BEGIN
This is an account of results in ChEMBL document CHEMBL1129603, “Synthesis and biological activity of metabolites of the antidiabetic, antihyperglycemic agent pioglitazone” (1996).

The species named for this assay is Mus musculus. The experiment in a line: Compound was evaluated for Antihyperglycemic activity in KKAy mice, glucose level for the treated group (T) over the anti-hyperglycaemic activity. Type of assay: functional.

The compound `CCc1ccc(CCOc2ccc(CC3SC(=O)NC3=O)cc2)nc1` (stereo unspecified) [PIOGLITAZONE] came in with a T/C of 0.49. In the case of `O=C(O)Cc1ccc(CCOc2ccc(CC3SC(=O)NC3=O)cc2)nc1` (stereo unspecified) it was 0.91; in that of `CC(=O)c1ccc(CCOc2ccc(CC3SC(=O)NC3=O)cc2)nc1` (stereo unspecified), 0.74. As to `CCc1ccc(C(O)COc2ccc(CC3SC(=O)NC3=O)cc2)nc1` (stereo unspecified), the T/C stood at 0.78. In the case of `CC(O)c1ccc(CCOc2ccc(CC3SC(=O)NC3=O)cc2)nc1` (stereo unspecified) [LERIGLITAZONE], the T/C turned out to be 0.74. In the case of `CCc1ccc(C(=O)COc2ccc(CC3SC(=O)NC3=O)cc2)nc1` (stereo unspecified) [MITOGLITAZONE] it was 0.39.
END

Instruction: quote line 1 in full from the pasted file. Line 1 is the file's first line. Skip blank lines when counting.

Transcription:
This is an account of results in ChEMBL document CHEMBL1129603, “Synthesis and biological activity of metabolites of the antidiabetic, antihyperglycemic agent pioglitazone” (1996).